Autodidacts Creating Culture

Pick a font for my short doc and stick with it

Screen shot of my failed title.

I’m teaching myself how to make short documentary profiles of audtodidacts in the San Francisco Bay Area.  There are many things to learn.  I make mistakes continually, but I also get a lot right.  The key has been to ignore my ego, trust my intuition, and work hard.

Some of my best learning has been in-person with experienced people ‘in-the-business’ who have graciously shared their time and their knowledge with me.  My recent reunion was with a former Francis Ford Coppola co-worker is a good example.  Co-worker makes it seem like we were colleagues.  We weren’t.

Just out of college back in 1989, I had an entry-level job at Coppola’s film company, American Zoetrope.  Sometimes Richard Beggs and I went out ‘Dutch’ for lunch and visited.  Occasionally I had the chance to watch him work on “Godfather III.”  Back then and even now I idolized the man’s career.  Even now at seventy-five, he’s sought after to create a signature sound environment for feature films.

In meeting with him to discuss my sound track for my first attempt at an ‘industry standard’ short documentary, I appreciated his candor.  He told me that the two fonts of my current title were calling out “rookie.”  See my photo of my old title for my film at top of post.  Note the words at the bottom, “San Francisco.”  Richard thought having that there was confusing because it made the reader wonder, “Is San Francisco a subtitle to show the location of the film or is it part of the title?”

I was embarrassed to admit to him that I’d already entered it into two festivals:  The San Francisco International Ocean Film Festival, and the San Francisco International Film Festival–with the title that way.  I wasn’t sure if I’d be permitted to upload a new version, but I did.  (In fact, my film was accepted into both festivals.)

Despite how awkward it was to hear his criticisms,  I had to ignore my negative thoughts, find a solution and move on.  And also, I believe that if I had been obsessed with perfectionism from the beginning, I wouldn’t have finished the project.

So, what do you think about the title, “Steve Shirley Shark Tagger”?  I like it because it’s clear and to the point.  It’s an alliteration which is catchy and fun too.  I’d be interested to hear your ideas for a title.  If I like it, I will use it, with your written permission of course;-)  But make it snappy!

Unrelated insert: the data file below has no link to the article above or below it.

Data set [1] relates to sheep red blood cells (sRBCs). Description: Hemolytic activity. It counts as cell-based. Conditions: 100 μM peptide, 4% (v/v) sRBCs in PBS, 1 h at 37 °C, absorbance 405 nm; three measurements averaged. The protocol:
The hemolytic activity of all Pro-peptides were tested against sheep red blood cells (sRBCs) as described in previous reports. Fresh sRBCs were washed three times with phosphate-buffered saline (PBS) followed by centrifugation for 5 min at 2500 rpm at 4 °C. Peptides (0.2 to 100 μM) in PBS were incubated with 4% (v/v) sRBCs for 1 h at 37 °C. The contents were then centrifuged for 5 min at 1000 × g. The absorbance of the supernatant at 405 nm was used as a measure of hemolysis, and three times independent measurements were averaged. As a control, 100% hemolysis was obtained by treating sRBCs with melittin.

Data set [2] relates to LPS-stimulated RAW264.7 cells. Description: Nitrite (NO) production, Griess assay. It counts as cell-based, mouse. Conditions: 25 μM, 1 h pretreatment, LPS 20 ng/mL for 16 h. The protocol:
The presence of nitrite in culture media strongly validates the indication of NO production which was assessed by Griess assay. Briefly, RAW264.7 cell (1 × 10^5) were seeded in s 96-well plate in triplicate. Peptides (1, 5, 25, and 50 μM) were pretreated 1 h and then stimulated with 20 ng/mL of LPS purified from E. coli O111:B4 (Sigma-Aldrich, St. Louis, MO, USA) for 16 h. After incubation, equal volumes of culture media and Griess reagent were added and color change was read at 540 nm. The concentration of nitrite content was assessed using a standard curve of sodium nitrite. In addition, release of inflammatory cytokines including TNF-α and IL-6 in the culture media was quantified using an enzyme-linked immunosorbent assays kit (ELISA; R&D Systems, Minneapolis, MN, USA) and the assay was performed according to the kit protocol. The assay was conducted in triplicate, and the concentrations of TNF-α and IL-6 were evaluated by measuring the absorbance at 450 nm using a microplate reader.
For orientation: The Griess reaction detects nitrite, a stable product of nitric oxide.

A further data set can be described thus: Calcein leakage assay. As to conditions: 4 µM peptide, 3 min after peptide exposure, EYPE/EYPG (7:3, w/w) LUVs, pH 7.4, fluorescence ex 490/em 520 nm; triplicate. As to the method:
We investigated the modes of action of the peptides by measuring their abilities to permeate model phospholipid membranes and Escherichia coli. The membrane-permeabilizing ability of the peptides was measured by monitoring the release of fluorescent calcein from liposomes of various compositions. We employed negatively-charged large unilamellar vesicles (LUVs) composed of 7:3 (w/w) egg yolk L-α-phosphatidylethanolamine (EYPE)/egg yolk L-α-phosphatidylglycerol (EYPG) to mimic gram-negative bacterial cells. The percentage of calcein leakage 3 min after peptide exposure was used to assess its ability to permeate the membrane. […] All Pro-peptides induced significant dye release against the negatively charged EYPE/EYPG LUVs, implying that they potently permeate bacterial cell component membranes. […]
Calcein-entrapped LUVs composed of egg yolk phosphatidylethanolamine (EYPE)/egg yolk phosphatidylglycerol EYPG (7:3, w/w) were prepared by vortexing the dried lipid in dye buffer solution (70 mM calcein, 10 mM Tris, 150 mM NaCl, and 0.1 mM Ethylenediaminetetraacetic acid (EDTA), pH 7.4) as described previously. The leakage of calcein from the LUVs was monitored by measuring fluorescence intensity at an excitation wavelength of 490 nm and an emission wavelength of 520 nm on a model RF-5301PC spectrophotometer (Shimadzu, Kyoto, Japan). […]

11 Responses to “Pick a font for my short doc and stick with it”

    • Kristin

      Patrice,

      Your visit here and comment made my day like a “spoon full of sugar.” As a former subject of my 3rd digital video profile, “Patrice, An Art Educator,” you know I admire what you have to say and how you always put it so nicely;-)

      Reply
  1. Erin

    I think a title can be like a super short poem, in some ways. It doesn’t need to provide info, exposition, as long as it attracts the intended audience and intrigues us… You can always use a subtitle for more clarity if needed. Although his name doesn’t have to be part of the title, of course it should capture some of his spirit. Brainstorming ideas—If You Love It, Let It Go: Tagging sharks in the Bay. / Fishing for Meaning: Shark Tagging subtitle / A Shark Hunter’s Heart or The Heart of a Shark Hunter: Steve Shirley, Shark Tagger for Ocean Research. / Between The Catch And The Release: shark tagging etc. / Alive On The Ocean: Steve Shirley etc. / Not Going For The Kill: subtitle./ Hook, Line and Tagger: Hunting sharks for science / Knowing Sharks: Steve Shirley, etc.
    Sounds like it was a productive discussion, that’s great! Love to hear his thoughts on audio.

    Reply
    • Kristin

      Hi Erin,

      Thank you for your title suggestions.

      As always, your advice sparks new thinking, new perspectives for consideration.

      For some reason, I’ve been at a creative impasse in the ‘title’ area.

      Your suggestions helped me to realize more possibilities; and they’ll help my outcome in this area of my short doc.

      I feel privileged under your tutelage throughout my project.

      As an experienced documentary editor, I covet your feedback.

      Reply

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